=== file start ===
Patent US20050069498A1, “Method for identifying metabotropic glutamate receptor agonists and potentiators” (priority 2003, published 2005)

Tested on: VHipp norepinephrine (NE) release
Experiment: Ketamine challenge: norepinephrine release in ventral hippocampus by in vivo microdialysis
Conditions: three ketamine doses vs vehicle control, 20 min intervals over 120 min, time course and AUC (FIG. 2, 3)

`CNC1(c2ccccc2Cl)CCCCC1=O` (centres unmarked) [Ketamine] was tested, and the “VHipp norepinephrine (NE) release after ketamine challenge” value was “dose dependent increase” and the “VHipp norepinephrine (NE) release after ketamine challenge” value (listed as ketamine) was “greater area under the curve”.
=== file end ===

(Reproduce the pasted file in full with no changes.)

Patent US20050069498A1, “Method for identifying metabotropic glutamate receptor agonists and potentiators” (priority 2003, published 2005)

Tested on: VHipp norepinephrine (NE) release
Experiment: Ketamine challenge: norepinephrine release in ventral hippocampus by in vivo microdialysis
Conditions: three ketamine doses vs vehicle control, 20 min intervals over 120 min, time course and AUC (FIG. 2, 3)

`CNC1(c2ccccc2Cl)CCCCC1=O` (centres unmarked) [Ketamine] was tested, and the “VHipp norepinephrine (NE) release after ketamine challenge” value was “dose dependent increase” and the “VHipp norepinephrine (NE) release after ketamine challenge” value (listed as ketamine) was “greater area under the curve”.